Urine: An Ever-Flowing Stream of Fuel Cell Material?

By Carl Engelking | June 12, 2014 2:05 pm

urinating-statue

To most people, urine is a waste fluid that’s promptly flushed away as soon as it’s expelled (unless you abide by the “yellow let it mellow” rule). But to scientists, your pee could be the golden font that advances carbon fuel-cell technology.

Korean scientists have demonstrated that carbon, a precious fuel cell material, can be extracted from dried urine and that it is a powerful conductor of electricity.

The findings, published Monday in Nature, offer an economical way to advance fuel cell technology, and could also improve the environment if deployed on a large scale.

Urine Power

Fuel cells — devices which harvest energy from a chemical reaction — often use platinum as a catalyst, making them expensive to produce. Researchers have been exploring ways to replace the metal with carbon. However carbon nanostructures, created synthetically, can also be quite expensive.

Now researchers from South Korea have proven that equally effective carbon compounds can be extracted from urine — making them a cheap stand-in for platinum or synthetic carbon.

To test the potential of pee, scientists collected urine samples from healthy individuals. Then, they heated individuals’ samples to evaporate the water, leaving behind a dried, yellowish deposit. Next, they super-heated various test samples of dried urine in a range between 700 and 1,000 degrees Celsius for six hours to carbonize the urine.

The heating process caused salts and other elements to gasify and leave behind carbon. Urine is loaded with other elements besides carbon, which makes the leftover carbon highly porous — ideal for fuel cell catalysts. As an added bonus, the gasified salts solidified and clung to the furnace wall after cooling; researchers say it’s possible to harvest these remnants for commercial use as de-icing salts.

Most importantly, the urine carbon was an excellent conductor of electricity, especially the batch that was heated to 1,000 degrees. Researchers said this is the first time carbon was extracted from urine using this simple method.

An Abundant Resource

Roughly 300 to 400 milligrams of urine carbon can be extracted from a single liter of urine, which means a single person can generate up to 0.2 ounces of the fuel catalyst a day. Multiply that by everyone using the restroom at this very moment, and you have yourself an abundant resource.

Researchers said urine could easily be collected at public restrooms and dried outdoors by the sun to create the yellowish powder that starts the process. Where these open fields of urine will reside is another question. But researchers say their findings could help put our waste, which pollutes waterways with phosphates and pharmaceuticals, to good use.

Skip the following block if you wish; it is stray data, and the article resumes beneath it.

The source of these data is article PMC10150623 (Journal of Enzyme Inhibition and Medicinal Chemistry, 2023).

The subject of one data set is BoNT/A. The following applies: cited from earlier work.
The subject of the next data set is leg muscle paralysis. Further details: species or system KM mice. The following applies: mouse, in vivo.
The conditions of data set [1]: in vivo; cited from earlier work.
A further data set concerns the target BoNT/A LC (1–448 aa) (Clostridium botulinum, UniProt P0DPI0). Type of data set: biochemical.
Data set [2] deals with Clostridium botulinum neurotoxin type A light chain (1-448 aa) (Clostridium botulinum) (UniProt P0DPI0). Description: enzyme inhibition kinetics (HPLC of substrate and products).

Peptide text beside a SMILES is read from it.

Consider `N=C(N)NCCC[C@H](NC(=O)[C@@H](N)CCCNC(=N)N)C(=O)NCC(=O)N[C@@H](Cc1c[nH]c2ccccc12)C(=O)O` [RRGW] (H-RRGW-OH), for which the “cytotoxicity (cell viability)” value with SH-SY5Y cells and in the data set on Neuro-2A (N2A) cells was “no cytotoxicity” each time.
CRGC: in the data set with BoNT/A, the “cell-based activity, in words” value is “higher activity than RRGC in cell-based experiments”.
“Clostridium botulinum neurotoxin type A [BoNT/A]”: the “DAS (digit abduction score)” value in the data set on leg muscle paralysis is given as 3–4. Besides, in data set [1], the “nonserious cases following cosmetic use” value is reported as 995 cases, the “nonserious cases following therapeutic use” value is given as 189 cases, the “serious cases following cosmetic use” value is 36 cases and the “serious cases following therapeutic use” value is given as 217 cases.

It’s certainly a lot to contemplate for your next trip to the lavatory.

 

Photo credit: Thomas La Mela/Shutterstock

CATEGORIZED UNDER: Environment, Technology, top posts
  • http://blogs.discovermagazine.com Longmire

    I once used a urinal that had a sign eye level that read “We aim To please you, please aim to please us” now has come the time that that sign can come down, let all men miss a little and perhaps save the world, or at least put a little extra money the janitors pocket. History shakes it head.

    • KiraHaxellepa

      My Uncle
      Riley got an almost new red GMC Canyon just by some parttime working online
      with a laptop. visit their website F­i­s­c­a­l­p­o­s­t­.­C­O­M­

    • PatsyWerstleritu

      my buddy’s sister makes $87 every hour on the internet
      . She has been unemployed for 6 months but last month her payment was $19402
      just working on the internet for a few hours. go right here M­o­n­e­y­d­u­t­i­e­s­.­C­O­M­

  • tfosorcim

    Seriously, this seems an outstanding observation with good potential.

    On a lighter note: how do we collect urine from people who don’t use a urinal? Must two urinals be provided in public places; one which uses no water for flushing (to collect the urine for processing), and a conventional one for people with urine pathologies?
    If I install a urine-collection appliance in my home, or carry a urine-collection flask with me when I go out, where, and to whom, do I sell the urine; and for how much?

    Back to serious: this last point raises the question, “Is urine collection viable from a monetary standpoint?”

    • tetriminos

      i think it’s definitely possible, we can work out a way sooner or later. the fact it can be done is more important, i believe

      • Revlissword

        Actually this is nothing new. We used to collect urine during times of war, to make gunpowder. The ammonia was used to make saltpeter, which is a big part of why gunpowder works.

  • rowood

    Urine is used in many countries as a fertilizer, even in the USA, without the use of this outstanding fertilizer many people would go hungry.

  • http://www.mazepath.com/uncleal/qz4.htm Uncle Al

    You can censor technical rebuttals all you like. The article remains indefensible garbage.

    • William Whittingham

      so – why?

  • donalgon

    Correct me if I’m wrong. Can this discovery make the lithium batteries that Tesla Motors is trying to make cheaper??? Any people savvy on the subject???

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